How John Dryden read his Milton
The State of Innocence reconsidered
in Texts and readers in the Age of Marvell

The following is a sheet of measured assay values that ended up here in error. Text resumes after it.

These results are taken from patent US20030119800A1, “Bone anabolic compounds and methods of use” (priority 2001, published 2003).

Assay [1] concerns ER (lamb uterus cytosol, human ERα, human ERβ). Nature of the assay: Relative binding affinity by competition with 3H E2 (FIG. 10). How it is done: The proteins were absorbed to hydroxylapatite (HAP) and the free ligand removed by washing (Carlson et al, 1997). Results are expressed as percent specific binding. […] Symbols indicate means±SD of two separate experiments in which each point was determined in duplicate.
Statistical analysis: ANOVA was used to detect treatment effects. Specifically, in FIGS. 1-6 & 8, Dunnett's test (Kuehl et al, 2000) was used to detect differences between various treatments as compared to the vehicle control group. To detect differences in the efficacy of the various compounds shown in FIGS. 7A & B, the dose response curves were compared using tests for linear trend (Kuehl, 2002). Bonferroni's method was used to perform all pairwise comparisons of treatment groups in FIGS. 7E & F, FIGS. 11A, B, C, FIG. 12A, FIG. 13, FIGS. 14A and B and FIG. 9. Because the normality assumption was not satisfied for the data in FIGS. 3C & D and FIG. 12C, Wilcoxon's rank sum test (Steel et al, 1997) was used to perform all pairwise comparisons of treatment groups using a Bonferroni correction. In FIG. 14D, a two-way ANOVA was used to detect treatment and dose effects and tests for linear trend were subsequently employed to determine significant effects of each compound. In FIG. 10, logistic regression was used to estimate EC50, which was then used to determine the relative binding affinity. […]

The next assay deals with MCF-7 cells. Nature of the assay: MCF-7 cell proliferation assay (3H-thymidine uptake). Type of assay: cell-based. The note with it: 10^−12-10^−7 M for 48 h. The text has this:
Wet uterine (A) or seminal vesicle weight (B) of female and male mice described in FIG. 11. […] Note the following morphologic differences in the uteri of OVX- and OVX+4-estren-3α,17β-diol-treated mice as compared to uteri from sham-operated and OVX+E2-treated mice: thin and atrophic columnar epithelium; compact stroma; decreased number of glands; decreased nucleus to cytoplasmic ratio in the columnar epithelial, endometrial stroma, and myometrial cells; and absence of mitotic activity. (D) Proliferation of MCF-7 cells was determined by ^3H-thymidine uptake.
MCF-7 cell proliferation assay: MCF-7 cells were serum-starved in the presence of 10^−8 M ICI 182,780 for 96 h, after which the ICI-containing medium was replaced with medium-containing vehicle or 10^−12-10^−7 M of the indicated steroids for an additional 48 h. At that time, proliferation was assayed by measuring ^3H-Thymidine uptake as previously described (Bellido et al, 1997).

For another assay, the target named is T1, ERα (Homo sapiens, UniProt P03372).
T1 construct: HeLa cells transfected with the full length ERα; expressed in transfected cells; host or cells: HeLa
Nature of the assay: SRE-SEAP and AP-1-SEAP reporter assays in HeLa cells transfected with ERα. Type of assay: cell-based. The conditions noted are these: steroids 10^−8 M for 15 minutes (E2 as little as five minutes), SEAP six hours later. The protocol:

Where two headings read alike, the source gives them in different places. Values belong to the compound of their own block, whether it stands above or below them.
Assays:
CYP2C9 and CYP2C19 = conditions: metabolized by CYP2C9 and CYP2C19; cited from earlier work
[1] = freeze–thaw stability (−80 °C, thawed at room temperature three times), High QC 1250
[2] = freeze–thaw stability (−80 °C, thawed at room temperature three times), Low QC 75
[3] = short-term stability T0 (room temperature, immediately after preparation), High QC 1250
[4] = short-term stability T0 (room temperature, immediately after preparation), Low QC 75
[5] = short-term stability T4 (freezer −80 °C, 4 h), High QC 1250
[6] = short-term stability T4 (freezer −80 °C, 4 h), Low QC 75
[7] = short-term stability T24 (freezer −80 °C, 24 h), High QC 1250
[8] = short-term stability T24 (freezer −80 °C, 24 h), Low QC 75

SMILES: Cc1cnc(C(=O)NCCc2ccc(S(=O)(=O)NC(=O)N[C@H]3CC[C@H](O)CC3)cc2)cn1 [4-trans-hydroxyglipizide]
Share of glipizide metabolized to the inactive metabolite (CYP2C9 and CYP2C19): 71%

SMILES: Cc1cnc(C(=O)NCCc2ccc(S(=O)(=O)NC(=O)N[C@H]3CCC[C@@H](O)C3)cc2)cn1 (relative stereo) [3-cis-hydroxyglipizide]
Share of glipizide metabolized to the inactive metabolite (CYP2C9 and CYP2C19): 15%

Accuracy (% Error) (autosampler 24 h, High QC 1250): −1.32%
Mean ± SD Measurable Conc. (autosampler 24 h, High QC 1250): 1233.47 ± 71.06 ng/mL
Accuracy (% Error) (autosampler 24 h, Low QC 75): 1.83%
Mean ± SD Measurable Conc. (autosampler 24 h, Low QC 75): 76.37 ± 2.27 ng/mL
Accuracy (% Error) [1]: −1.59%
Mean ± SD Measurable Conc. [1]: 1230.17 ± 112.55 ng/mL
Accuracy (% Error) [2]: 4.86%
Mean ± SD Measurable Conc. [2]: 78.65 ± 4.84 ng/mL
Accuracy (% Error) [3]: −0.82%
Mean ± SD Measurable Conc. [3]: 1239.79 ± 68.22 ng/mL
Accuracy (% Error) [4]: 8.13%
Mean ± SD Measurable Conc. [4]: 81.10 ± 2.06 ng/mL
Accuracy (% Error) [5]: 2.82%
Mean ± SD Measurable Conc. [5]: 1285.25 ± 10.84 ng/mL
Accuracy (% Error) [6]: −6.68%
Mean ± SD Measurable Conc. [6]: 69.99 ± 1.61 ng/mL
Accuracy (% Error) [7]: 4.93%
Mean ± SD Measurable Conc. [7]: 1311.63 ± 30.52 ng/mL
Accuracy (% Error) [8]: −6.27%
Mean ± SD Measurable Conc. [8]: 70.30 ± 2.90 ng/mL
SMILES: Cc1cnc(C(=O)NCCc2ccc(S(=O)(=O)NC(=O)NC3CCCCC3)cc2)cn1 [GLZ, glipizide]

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In the winter of 1673-1674, the Stuart poet laureate and historiographer royal, John Dryden, famously undertook to recast John Milton's blank-verse epic as a rhymed semi-opera. The most immediate context for Dryden's 'tagging' of Milton's verses is the controversy over rhyme which had arisen with the new heroic drama. There is precious little extant commentary on Paradise Lost dating to the reigns of Charles and James; indeed, the earliest entries for the poem's critical reception in most sourcebooks are Andrew Marvell's commendatory poem and Dryden's praise in The State of Innocence. Marvell's humiliating image of Dryden drudging like a 'pack-horse' to tag Milton's points is thus not only interested but premature, for it is in The State of Innocence that Dryden plots the complex effects of some of his greatest Augustan poetry.


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